Talk about a perception gap.
While 70% of sellers believe they provide enough data for streaming ad campaigns, just 39% of buyers agree, according to a survey of 608 buyers and sellers conducted by Dynata for Conviva’s 2021 State of Streaming study.
In addition, while nearly three quarters of sellers agree that streaming inventory can be targeted in a programmatic ecosystem and effective audience targeting to households exists for direct buys, fewer than half of buyers agree.
Most buyers are also dissatisfied with transparency about inventory and brand safety.
While 59% agree they have the data they need to confidently buy CTV inventory, just 10% are satisfied with episode-level brand visibility for programmatic streaming buys. And just 8% agree that streaming content’s context is generally safe for their brands.
However, buyers within that 8% were 174% more likely to say they recommend OTT.
This “massive divide” between buyers’ and sellers’ views of streaming’s current status, says cloud-based data analytics platform Conviva, goes a long way toward explaining why PwC projects that U.S. advertisers will spend just 8% of their budgets on streaming even in 2024 — even as 47% of viewing time is already spent on streaming.
Dynata also fielded a survey of 1,944 adult U.S. consumers during the mid-February to mid-April study period.
The study examined 22 different attributes, but only seven were identified as key drivers of viewer satisfaction with streaming advertising.
Positive sentiments about ad experience, relevance, and privacy protections on streaming were strongly associated with overall satisfaction with ads on streaming services.
Still, the overall picture that emerged isn’t great.
Only a third (35%) of consumers — along with just 55% of buyers, and 69% of sellers — agreed that the quality of ads on OTT is as good as those on linear TV (chart at top of page).
Just 36% of consumers said they’re satisfied with advertising on streaming overall, 54% said they abandon streaming when ads fail or take too long to load, and 59% said that too many streaming ads are repeated during the same break or episode.
Further, 19% said they abandon streaming if an ad is delayed for five seconds.
More bad, but hardly shocking, news: While 56% said they’re happy to watch ads in return for free streaming services, 75% said they usually skip an ad when they have the option.
Viewers are most satisfied when entertaining, quality content is free — and when the ads presented are also perceived as having acceptable quality. “An imbalance in content quality and ad quality can be jarring, and not only impacts streaming ad satisfaction, but can also impact engagement,” notes the report.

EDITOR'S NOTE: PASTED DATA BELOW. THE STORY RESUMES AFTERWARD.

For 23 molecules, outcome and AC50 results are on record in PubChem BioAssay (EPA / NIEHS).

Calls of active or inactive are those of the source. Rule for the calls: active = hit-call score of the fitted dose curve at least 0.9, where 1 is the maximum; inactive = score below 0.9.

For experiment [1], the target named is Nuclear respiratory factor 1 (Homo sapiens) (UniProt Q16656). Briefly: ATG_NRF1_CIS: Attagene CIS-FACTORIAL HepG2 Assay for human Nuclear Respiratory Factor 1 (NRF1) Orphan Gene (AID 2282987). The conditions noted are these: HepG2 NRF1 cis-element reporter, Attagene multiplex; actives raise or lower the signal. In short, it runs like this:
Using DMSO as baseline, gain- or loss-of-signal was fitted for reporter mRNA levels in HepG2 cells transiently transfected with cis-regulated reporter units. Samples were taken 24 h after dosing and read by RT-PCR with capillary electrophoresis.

Consumers who agreed they were happy to watch some ads in return for free streaming services were 255% more likely to be satisfied with advertising on streaming services than those who disagreed. Similarly, if viewers agreed they liked the streaming ads they saw or liked to watch ads on streaming, they were much more likely to be satisfied with streaming advertising overall.
Viewers were 25% less likely to be satisfied with advertising on streaming services overall if they agreed that streaming has too many ads in each commercial break or pod, and 20% less likely if they agreed that they don’t like product placements in OTT shows.
And while they value relevance, they say they value privacy even more. Viewers who felt that the ads are generally relevant to them were more likely to be satisfied with streaming advertising overall. But when ads seem too targeted, they began to question what data is being used to target them or where the data comes from.
Consumers who agreed that streaming services protect their privacy were 164% more likely to be satisfied with streaming advertising overall.
But only 31% of consumers are confident that their privacy is protected, and 29% have felt uncomfortably targeted by streaming ads.
Perhaps that’s not surprising, given that only 69% of buyers and 75% of sellers said they consider privacy laws in building ad strategies and selling inventory. Yes, those are majorities, but shouldn’t it be closer to 100% of both segments agreeing with this?
In short, when it comes to advertising, streaming viewers want brands they recognize, high-quality creative, a good technical experience (QoE), and "broadly" relevant ads.
The report identifies four types of streaming viewers among those surveyed.
“Ad Lovers” (17%) are consistent viewers who are happy to watch ad-supported streaming; “Heavy Viewers” (18%) are frequent streamers who aren’t bothered by ads; “Ad Apathetics” (32%) are consistent viewers despite their dislike of the ads; and “Untapped Potentials” (34%) are lighter viewers who express strong dissatisfaction with the streaming ad experience.
Given that the last group is both the largest and scores the lowest on all of the key drivers of OTT viewership, “there is a potentially very large opportunity to increase reach and total minutes viewed in the marketplace by improving the ad experiences of concern to the Untapped Potentials,” stresses Conviva.